Once his body's inertia is spent, Dean spends about a half a second cataloguing his injuries before he gets to his hands and knees, body too warm, wetness trailing from his chin down his throat. There's gravel imbedded in his palms and knees, burning like little white-hot nuggets of brimstone.

Then he hears Sam's footfalls behind him, hammering the pavement, closing in. One second Dean's on his hands and knees, spitting blood and maybe gravel or pieces of teeth. The next he's running again, picking up speed like a locomotive.

Dean barrels toward his goal, not caring about the pain shooting through his jaw, throbbing in time with the beating of his feet against the ground.

Dean's hands slap the side of the Impala and slide down, leaving a watery red trail. He leans forward, rests his head against his baby, lungs heaving. A dozen yards away he hears the tempo of Sam's footfalls slow to a jog and then a walk until he's standing next to Dean, breathing hard but looking energized, like he's got a few miles in him still. His t-shirt is stained with sweat around the armpits and collar. Dean's is soaked all the way through on the chest and back. He wants to start coughing, but he knows that if he does, he might never stop.

Sam wanders over to him, rolling his shoulders in big circles, looking totally unperturbed by his loss. He's smiling. He looks happy even. "Good run," he says. Then he puts his palms against the Impala, looks like he's trying to push her over as he stretches his calves. She even rocks a little on her tires.

Dean's not sure if Sam saw his spectacular wipeout until he straightens up and Sam asks, "Dude, what happened? Did you bite it back there?"

Dean has to pause to spit blood on the pavement before he answers, "No big deal."

Sam's not smiling anymore when takes Dean's chin in his hand and puts his big Cro-Magnon head right up close to Dean's face. "You're gonna need stitches."

"So grab the kit, Francis," Dean says, tossing the keys at Sam's chest. They leave little dots of blood on the gray cotton where they hit.

After Sam digs the first aid kit out of the trunk and tosses it to Dean.


"You want some help with that?"

Dean points. "And trust this face to your big clumsy hands? I don't think so. I call first shower."

"Dude, try not to bleed on all the towels."

He staggers inside the motel room heads straight for the bathroom. His chin is busted wide open along the bony part of his jaw and the flesh is already puffy, swollen to Leno-like proportions. It takes twelve stitches to get the edges back together and he has to work quickly. The skin keeps pulling apart and it's slippery as fuck with blood. His t-shirt is a gory ruin by the time he finishes his chin, so he strips it off, balls it up and uses it to stop the bleeding on his knees. They aren't too bad, but there's a fair amount of gravel imbedded in his skin that he has to pick out with tweezers. The little bits of rock make tinny "plink" sounds as they land in the empty metal trashcan. After he's stitched and showered and disinfected, Dean limps back into the room in a cloud of steam and a haze of stinging agony.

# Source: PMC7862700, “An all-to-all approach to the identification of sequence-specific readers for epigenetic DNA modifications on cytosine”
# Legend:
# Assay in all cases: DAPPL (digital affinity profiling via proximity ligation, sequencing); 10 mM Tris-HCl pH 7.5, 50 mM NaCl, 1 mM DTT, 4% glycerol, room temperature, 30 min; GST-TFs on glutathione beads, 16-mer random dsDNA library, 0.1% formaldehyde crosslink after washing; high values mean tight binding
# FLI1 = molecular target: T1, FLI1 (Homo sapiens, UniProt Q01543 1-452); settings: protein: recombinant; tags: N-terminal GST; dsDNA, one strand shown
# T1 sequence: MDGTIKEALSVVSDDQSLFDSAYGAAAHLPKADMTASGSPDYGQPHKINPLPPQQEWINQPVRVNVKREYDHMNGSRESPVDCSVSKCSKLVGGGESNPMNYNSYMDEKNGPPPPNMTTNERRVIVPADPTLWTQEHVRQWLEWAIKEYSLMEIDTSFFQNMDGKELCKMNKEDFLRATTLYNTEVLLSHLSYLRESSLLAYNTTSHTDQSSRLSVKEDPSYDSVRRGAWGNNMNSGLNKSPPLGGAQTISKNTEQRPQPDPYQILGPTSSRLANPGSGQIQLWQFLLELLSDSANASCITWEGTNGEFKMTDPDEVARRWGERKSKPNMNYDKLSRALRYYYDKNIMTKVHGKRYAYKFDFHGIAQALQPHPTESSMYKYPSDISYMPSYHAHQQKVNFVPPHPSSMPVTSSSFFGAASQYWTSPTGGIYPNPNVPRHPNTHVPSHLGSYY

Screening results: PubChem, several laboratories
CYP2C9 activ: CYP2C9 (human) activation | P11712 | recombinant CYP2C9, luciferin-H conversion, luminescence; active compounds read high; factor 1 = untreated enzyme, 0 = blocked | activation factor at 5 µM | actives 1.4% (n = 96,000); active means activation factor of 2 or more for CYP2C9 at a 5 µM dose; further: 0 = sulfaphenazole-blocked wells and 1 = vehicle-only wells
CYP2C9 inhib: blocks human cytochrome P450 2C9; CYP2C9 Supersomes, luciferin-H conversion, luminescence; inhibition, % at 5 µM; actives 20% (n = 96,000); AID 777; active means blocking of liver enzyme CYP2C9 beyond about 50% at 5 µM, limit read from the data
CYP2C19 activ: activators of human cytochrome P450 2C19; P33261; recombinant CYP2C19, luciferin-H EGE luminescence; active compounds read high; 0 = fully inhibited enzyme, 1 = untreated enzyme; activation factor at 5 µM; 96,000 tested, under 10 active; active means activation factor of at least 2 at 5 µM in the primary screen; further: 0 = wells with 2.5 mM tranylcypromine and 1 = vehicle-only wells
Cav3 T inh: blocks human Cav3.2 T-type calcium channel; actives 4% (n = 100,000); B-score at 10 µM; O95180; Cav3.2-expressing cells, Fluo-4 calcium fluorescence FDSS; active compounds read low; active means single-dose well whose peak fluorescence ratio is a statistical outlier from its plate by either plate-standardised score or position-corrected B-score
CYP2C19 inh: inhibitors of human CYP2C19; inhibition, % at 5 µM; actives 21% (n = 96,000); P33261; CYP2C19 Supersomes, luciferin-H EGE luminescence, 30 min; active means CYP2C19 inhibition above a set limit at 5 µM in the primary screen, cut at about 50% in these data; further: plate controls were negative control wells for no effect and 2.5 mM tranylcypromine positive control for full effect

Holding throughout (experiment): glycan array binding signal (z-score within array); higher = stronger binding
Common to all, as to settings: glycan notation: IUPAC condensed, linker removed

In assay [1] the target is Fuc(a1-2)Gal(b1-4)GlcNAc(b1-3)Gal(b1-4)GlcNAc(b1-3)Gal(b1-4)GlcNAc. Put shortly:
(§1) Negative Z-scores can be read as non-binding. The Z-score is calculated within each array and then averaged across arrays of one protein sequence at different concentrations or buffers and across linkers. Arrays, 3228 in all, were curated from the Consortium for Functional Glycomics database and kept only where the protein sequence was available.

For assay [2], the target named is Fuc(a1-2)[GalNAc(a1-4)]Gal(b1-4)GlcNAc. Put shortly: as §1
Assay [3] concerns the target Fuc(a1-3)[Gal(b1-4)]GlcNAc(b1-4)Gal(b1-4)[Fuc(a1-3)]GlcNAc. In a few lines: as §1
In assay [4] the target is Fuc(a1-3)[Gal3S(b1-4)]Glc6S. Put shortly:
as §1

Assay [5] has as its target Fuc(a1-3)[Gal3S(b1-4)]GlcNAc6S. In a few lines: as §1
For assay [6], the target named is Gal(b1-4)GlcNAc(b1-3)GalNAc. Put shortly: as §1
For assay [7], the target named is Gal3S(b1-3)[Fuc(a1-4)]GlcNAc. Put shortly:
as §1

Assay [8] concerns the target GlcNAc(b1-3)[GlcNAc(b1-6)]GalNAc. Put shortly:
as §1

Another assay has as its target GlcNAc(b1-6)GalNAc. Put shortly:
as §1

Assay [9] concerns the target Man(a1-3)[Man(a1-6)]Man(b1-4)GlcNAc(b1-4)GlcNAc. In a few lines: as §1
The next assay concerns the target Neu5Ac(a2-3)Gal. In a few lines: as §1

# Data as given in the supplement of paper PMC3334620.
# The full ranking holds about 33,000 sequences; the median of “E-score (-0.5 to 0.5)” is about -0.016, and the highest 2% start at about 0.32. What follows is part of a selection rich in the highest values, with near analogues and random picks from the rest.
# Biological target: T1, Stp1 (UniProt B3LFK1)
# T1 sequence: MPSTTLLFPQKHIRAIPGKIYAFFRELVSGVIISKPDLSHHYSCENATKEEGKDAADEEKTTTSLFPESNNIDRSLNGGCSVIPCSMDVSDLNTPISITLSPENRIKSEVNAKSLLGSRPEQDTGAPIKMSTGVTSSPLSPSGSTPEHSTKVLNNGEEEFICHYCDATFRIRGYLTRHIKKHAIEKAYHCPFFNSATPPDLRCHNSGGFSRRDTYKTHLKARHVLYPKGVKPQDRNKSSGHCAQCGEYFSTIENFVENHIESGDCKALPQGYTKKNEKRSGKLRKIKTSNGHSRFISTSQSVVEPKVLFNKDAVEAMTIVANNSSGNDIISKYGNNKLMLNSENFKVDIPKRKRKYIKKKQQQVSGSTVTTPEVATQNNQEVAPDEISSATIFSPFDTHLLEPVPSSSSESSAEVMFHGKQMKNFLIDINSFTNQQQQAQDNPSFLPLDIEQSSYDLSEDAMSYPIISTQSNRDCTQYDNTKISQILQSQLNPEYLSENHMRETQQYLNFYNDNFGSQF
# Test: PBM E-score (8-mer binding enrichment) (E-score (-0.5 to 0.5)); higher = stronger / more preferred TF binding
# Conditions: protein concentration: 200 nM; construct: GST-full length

He finds Sam staring at a newspaper, red pen in hand. His shirt is clinging to his back and his hair is stringy with drying sweat. "All yours," Dean tells him, lobbing a damp towel at Sam's head. Sam catches it with the tip of his pen.

Dean tells him, "Dude, relax. I didn't get blood on it."

"It's not the blood I'm worried about. It's the other bodily fluids that you produce behind closed doors."

Dean gives him a toothy grin. Sam makes a disgusted face and tosses the towel onto Dean's bed. Dean shrugs and collapses next to it, feet planted flat on the floor. He'll be stiff as hell in about an hour but right now he doesn't care. His whole body is humming.

"We should do that again," Sam suggests.

"Want a rematch, Sammy? Can't get enough?"

Sam sounds a little exasperated, "You know, we don't have to race. We could just run."

Sam's extending an olive branch, but Dean can't help himself. "You afraid I'll beat your ass again?" he asks with a smile.

Sam shakes his sweaty head.

As he passes by Dean on the way to the bathroom, he pauses. "Hey, do you want some ice? For your chin?"

Dean gives him a dismissive wave. "I'll get some in a little bit. Go take your shower."

But Sam doesn't move. "Are you okay?"


The bed dips as Sam parks his butt on the edge of the sagging mattress. "Is this about…? I didn't mean what I said. You know that right?"

"Sure, Sam. What are we talking about?" even though he has a pretty good idea.

"Back there, with the siren. You don't have to prove anything to me."

Dean knits his fingers behind his head. "Okay."

"I don't think you're weak," Sam says with conviction, like maybe if he says it just right, that'll make it true.

Dean doesn't want to do this. He wants to pretend it didn't happen, bury it deep down with all the other shit he wishes hadn't happened until it gives him an ulcer.

"Yeah you do, Sammy," Dean says. He keeps his eyes on the ceiling, listening to Sam breathe. "But you're wrong."

Dean can feel the weight of Sam's gaze on him for a long moment afterward.

Finally, "I don't want you to get hurt." It's a small, sad sentence, but it's the most sincere thing he's heard out of Sam in a while.

Dean thinks about brushing him off, leaving the emo bullshit at the door and dealing out a few petty, childish insults that will lift the tension and reinforce the status quo, but right now he can't think of a damn thing to say.

Sam sucks in a shaky breath, pinches the bridge of his nose like he's got a headache. He gets up. "Listen, I'm going to take a shower. I was looking in the paper and I think I found something in Des Moines. When I get out we'll take a look, alright?"

"Sure thing, Sammy."

"Good," Sam says gently.

As the bathroom door shuts, Dean says quietly, "Don't let me hold you back."

Dean lies there, waiting for a retort that never comes. After a moment he hears the pipes creak and the shower come on.

Dean knows that Sam is smarter and stronger than him. He's known that for a long time. Dean also knows that the day is coming soon when Sam won't want him around anymore, and Sam will leave him behind. When that day comes, Dean will run as far and as fast as he needs to in order to catch him.